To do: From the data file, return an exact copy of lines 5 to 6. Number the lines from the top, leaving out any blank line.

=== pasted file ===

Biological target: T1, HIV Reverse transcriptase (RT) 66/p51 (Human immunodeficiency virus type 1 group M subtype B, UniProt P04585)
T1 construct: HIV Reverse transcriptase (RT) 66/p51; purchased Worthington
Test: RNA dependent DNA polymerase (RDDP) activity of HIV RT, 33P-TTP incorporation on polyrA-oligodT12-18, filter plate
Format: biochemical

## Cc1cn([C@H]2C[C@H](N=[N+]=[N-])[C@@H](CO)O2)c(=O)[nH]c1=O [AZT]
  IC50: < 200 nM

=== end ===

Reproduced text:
## Cc1cn([C@H]2C[C@H](N=[N+]=[N-])[C@@H](CO)O2)c(=O)[nH]c1=O [AZT]
  IC50: < 200 nM